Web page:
Written by Jim Kouri
by Jim Kouri
In a legal action guaranteed to shock most Americans, a gay man is suing a major publisher of Bibles claiming certain verses caused him "emotional distress." He's suing for $70 million.
Bradley LaShawn Fowler, a 39-year old self-avowed homosexual from Canton, Michigan, seeks $60 million from Zondervan, a major publisher of religious books, and an additional $10 million from Thomas Nelson Publishing in his lawsuits filed in the federal court for the Eastern District of Michigan.
While observers believe Fowler is being backed by an anti-Christian or pro-gay group, according to The Grand Rapids Press (in Michigan), the plaintiff Fowler is representing himself in the legal proceedings.
"I believe this self-representation business is a sham. I suspect some big-money organization or a wealthy benefactor is providing the finances for this obscene abuse of the legal system and the US Constitution's 'separation of church and state' tradition. Are Christians really going to allow some gay activist and a black-robed lawyer decide how the Bible is written?" asks political strategist Mike Baker.
Fowler claims that King James Bibles published by Zondervan disparages homosexuals as sinners. He said he filed his lawsuits against Bible publishers because they are instrumental in having his family turn against him. Fowler is also claiming the Bible verses cause him physical discomfort and that he suffers mental distress as a result of those scriptures.
"The intent of the publisher was to design a religious, sacred document to reflect an individual opinion or a group's conclusion to cause me or anyone who is a homosexual to endure verbal abuse, discrimination, episodes of hate, and physical violence ... including murder," Fowler wrote in his self-styled legal brief.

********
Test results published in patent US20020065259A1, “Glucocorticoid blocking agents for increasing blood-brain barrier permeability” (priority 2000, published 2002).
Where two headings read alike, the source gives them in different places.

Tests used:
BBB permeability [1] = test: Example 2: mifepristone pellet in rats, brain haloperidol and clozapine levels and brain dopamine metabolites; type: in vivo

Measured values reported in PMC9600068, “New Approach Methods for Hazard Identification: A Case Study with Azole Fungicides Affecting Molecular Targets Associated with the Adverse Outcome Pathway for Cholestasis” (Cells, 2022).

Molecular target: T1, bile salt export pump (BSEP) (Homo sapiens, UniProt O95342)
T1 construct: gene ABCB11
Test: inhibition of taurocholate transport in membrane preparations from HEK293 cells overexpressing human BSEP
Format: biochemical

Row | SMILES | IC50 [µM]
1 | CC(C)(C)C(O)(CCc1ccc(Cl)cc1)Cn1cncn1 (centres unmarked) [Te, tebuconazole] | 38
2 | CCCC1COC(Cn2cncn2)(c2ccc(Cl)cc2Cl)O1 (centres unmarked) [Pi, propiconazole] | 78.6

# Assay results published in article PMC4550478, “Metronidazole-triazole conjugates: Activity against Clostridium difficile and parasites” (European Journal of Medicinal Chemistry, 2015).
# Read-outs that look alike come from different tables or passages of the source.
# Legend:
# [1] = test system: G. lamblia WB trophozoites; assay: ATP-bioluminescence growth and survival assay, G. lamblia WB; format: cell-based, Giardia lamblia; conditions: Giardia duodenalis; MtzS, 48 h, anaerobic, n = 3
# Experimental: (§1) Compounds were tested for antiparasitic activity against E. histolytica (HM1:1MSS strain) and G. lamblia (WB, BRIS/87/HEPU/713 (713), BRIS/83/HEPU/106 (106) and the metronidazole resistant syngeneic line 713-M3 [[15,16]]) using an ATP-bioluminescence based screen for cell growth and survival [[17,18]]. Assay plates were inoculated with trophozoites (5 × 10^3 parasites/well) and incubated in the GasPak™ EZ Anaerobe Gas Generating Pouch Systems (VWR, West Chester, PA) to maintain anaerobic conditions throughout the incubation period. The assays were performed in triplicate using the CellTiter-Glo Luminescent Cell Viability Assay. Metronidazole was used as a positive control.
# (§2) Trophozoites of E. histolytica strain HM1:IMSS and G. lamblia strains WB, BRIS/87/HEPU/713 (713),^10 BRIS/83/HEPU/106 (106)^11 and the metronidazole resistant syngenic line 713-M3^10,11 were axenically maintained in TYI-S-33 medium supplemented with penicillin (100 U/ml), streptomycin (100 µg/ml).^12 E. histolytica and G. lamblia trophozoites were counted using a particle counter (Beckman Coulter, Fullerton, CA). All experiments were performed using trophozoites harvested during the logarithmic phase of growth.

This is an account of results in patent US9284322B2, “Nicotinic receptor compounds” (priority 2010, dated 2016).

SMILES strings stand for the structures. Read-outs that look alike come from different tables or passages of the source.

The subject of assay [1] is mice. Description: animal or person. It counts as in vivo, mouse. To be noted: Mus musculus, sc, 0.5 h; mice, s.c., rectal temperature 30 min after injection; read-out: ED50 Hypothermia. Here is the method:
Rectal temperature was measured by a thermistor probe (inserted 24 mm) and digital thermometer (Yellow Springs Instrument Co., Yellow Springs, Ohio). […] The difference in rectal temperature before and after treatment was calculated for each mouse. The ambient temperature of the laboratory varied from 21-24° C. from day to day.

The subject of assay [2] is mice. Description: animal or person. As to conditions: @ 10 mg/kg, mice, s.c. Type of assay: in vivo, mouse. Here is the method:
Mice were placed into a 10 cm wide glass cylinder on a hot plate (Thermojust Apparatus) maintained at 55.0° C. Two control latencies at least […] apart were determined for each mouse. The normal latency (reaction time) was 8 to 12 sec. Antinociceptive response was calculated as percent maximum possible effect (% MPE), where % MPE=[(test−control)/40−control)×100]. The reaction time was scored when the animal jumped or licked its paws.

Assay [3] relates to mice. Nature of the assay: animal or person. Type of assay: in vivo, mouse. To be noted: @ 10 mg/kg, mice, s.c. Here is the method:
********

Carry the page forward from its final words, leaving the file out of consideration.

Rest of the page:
"This whole lawsuit is making a mockery of the Holy Bible and a blatant attempt by the homosexual community to away the rights of Bible-believing Christians in the United States. Past cases against Christians and their beliefs has shown that court actions infringing on their beliefs and practices is even easier than taking away candy from a baby," Baker warns.
"My fear is that Christians -- bishops, pastors, and church-goers -- will silently accept the decision of a black-robed lawyer who may or may not have his own religious agenda. Too often religious leaders have failed to motivate their churches to take action when their rights are being violated by oppressive anti-religious forces inside and outside our government," said Baker.
In a recently released statement, a Zondervan spokesperson wrote: "Zondervan doesn't translate the Bible or own the copyright for any of the translations. Instead [our] company relies on the scholarly judgment of credible translation committees."
Meanwhile, U.S. District Judge Julian Abele Cook Jr., who will hear Fowler's case against Thomas Nelson, said that he "has some very genuine concerns about the nature and efficacy of [the plaintiff's] claims." Christian observers such as Jane Martin believe such statements only encourage these types of lawsuits.